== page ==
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dc.contributor.authorBurns, Lorna Margaret
dc.date.accessioned2014-11-03T00:01:25Z
dc.date.available2014-11-03T00:01:25Z
dc.date.issued2013-05-03
dc.identifier.citationBurns , L M 2013 , ' Philosophy of the imagination : time, immanence and the events that wound us in Wilson Harris’s Jonestown ' , Journal of Postcolonial Writing , vol. 49 , no. 2 , pp. 174–186 . https://doi.org/10.1080/17449855.2013.776378en
dc.identifier.issn1744-9855
dc.identifier.otherPURE: 42538076
dc.identifier.otherPURE UUID: 0bb92723-68ec-495d-b2e3-60091b033886
dc.identifier.otherScopus: 84877675784
dc.identifier.otherORCID: /0000-0002-2142-8853/work/60631212
dc.identifier.urihttp://hdl.handle.net/10023/5661
dc.descriptionThis is a special issue of the Journal of Postcolonial Writing edited by Lorna Burns and Wendy Knepperen
dc.description.abstractIn his fictional recreation of the People’s Temple massacre, Jonestown, Harris presents us with a protagonist who counter-actualizes the trauma that wounds him, living creatively out of the event and constructing an alternative present-future. Drawing on Deleuzian philosophy, this essay argues for a re-conceptualization of Jonestown in terms that evoke not only Deleuze’s philosophy of time and immanence but also his distinction, via Nietzsche, between active and reactive forces. By means of a character (Francisco Bone) who embraces the power of transformation, creation and difference-in-itself, Harris demonstrates the value of active forces that do not depend on external recognition or dialectical negation in order to be for a postcolonial philosophy of the imagination.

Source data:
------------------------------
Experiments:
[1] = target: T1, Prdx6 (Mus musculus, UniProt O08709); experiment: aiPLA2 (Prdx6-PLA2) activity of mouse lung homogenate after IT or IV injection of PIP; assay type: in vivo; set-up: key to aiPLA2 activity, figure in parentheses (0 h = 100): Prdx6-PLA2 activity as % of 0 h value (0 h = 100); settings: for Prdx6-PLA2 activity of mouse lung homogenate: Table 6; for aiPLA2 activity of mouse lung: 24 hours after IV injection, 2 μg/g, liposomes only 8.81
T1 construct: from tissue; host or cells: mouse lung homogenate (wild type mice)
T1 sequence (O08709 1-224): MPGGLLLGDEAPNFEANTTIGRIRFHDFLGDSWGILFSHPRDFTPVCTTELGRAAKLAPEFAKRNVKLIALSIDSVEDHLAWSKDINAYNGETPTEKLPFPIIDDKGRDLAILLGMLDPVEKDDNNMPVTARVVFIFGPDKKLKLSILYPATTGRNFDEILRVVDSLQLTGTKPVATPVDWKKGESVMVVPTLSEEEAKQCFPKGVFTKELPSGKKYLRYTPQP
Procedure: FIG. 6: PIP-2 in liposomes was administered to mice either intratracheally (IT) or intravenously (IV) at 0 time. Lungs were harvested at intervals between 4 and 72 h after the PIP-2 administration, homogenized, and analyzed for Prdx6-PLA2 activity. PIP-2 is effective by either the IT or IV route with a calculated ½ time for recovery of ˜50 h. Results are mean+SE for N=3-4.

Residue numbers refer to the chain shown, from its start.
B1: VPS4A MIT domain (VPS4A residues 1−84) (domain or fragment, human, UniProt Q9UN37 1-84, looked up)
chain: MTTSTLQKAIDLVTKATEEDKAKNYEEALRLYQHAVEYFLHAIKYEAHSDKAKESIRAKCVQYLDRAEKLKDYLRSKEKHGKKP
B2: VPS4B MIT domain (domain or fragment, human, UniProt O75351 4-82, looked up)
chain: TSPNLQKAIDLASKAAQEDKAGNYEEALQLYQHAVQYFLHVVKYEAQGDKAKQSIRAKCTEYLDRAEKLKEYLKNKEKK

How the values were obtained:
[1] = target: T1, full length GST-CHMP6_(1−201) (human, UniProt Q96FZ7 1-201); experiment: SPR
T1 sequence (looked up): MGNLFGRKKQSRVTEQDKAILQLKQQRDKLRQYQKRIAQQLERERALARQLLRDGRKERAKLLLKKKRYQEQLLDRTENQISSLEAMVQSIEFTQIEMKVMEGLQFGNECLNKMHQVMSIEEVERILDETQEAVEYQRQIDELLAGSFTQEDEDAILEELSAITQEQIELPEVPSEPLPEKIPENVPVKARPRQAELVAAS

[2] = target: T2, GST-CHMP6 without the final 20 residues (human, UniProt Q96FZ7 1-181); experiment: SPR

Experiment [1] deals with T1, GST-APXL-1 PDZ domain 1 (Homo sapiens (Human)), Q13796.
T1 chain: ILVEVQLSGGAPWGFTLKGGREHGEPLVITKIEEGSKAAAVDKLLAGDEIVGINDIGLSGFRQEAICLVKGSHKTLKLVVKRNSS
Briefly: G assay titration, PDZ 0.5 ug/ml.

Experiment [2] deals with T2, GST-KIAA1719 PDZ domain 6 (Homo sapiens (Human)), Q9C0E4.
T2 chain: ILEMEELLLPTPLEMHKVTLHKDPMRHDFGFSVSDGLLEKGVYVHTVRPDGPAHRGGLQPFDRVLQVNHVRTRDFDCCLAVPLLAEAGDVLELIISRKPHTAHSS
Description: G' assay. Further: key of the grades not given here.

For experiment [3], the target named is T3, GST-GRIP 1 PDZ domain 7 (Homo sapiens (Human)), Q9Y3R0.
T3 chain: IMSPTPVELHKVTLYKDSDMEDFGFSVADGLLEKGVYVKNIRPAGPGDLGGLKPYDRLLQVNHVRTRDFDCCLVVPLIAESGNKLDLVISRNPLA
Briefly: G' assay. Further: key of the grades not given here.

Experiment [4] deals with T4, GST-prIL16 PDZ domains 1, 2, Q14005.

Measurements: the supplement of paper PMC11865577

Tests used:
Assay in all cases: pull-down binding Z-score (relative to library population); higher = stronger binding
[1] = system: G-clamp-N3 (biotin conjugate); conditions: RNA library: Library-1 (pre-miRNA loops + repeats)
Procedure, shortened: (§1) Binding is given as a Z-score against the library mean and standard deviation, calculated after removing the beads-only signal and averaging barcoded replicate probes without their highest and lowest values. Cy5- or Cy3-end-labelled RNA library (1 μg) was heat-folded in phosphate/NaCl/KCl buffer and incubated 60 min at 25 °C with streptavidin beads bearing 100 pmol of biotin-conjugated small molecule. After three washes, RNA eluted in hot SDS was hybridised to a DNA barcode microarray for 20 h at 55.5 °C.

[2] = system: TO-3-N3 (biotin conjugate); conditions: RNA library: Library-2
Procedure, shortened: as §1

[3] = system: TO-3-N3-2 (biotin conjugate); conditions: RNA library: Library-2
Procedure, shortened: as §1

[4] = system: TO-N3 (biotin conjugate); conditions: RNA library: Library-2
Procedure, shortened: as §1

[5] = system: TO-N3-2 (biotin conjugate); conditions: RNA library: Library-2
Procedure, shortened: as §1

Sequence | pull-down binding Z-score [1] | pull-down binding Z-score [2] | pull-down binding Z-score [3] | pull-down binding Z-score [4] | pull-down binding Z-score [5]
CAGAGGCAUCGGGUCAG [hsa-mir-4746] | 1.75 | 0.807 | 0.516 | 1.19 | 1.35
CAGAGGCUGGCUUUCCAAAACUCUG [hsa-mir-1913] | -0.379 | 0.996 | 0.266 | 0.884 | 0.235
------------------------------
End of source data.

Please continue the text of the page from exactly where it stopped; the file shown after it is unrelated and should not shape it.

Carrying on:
dc.language.isoeng
dc.relation.ispartofJournal of Postcolonial Writingen
dc.rightsThis is an Author's Accepted Manuscript of an article published in the Journal of Postcolonial Writing, Vol. 49, No. 2 (2013) pp. 174–186 [copyright Taylor & Francis], available online at: http://www.tandfonline.com/doi/full/10.1080/17449855.2013.776378#.UahtGpUTHHgen
dc.subjectJonestownen
dc.subjectWilson Harrisen
dc.subjectGilles Deleuzeen
dc.subjectthe eventen
dc.subjecttimeen
dc.subjectimmanenceen
dc.subjectPR English literatureen
dc.subject.lccPRen
dc.titlePhilosophy of the imagination : time, immanence and the events that wound us in Wilson Harris’s Jonestownen
dc.typeJournal articleen
dc.description.versionPostprinten
dc.contributor.institutionUniversity of St Andrews. School of Englishen
dc.identifier.doihttps://doi.org/10.1080/17449855.2013.776378
dc.description.statusPeer revieweden
dc.date.embargoedUntil2014-11-03


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